The ice is so hard and cold and the arena spins around and around, so white and shiny and yet so technicolour: turquoise and pink, cyan and red, artificial and unloving in a way she should be used to but never will be. They tell her that her name means birth, call her Natalia or Natasha. They shift around her, eyes trained and hungry, watching jump after jump, spin after spin and they say, you could be Russian. You are good enough. You will go somewhere. Where? Who knows. But somewhere.
We’re going to a new town in November, Maman says. Avignon. What? Doesn’t Papa live there now? Does he? I don’t know. Anyway, don’t worry, angel, they have a rink. You will get your practice. You will still be a superstar, my darling.
She laughs sadly. She flicks a tendril of hair from her eyes and it falls straight back. She slumps over the packing as if she has given up. The world seems to be getting darker. The rink doesn’t even look light or white any more. Black spots dance before Noelle’s eyes and blinking doesn’t make them go away.
The water is so bright and blue. The Rhône, they call it. It is like a sapphire. It feels like winter here. In the city it never did, especially not when Noelle was standing on a field of ice. It felt like she existed outside of the world, in a strange, loud, flashy season that never changed. Here she walks into silence as thick as wind. She crouches by the tall grass, sees fish darting and birds hopping on the bank that falls away from her feet. The trees are brown and gold and orange – earthy colours. Or earthly. She’d forgotten they could be real. She breathes out. She settles under the famous, broken bridge, legs crossed. She is chilly. There is no one there. She stays.
It is in December that he arrives: a tall goat-like thing, scraggly and smug. He is not malevolent, she can tell. He doesn’t talk much. He just tells her it is getting colder.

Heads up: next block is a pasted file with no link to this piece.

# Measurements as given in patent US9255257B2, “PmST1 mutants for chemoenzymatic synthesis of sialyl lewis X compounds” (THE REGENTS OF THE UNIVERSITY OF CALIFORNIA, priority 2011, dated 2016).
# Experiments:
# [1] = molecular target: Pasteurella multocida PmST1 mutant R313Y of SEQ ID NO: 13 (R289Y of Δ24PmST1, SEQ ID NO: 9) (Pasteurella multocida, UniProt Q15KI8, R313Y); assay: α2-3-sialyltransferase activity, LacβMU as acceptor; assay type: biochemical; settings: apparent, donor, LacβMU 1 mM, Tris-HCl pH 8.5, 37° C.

Five days a week the new rink swirls around her and blurs her senses. She lands more jumps than ever before and they cheer. New them. Same noise. Same eyes. Same loss of anything that matters. More darkness. More and more and more.
Winter creeps on and the Rhône freezes. She slips to the bank every night after practice. Under the bridge she curls, knees tucked under her chin. The ice on the river glimmers silver and gold in the late sun. He is there, and he dances around her, his long green scarf clinging to him like a vine as he smirks at her skates and sings softly, hypnotically. Words from some other place and time.
“Go on. Go on. I want to see you.
Go on. It will hold.”
Right. Axel. Good. Land. Hand in the air, don’t touch the ice. It stings, so cold like the edge of a can. Sharp. Head up. Arms out, now spin, gracious. Yes. One leg up, good, now loop, now flip. Excellent. Keep going. Hear your heart crying out, feel your blood washing inside your face in a way it never has, feel the momentum, the motion, the pulse, as you go round and round, round and round, everything building and burning as if preparing for the moment
when it all will stop.
Elizabeth Gibson was announced as a New North Poet at the 2017 Northern Writers’ Awards. Her writing has appeared in Cake, The Cardiff Review, The Compass, Creative Review, Ink, Sweat & Tears, Litro and The Poetry Shed. She edits Foxglove Journal and the Word Life section of Now Then Manchester, tweets @Grizonneand blogs at http://elizabethgibsonwriter.blogspot.co.uk.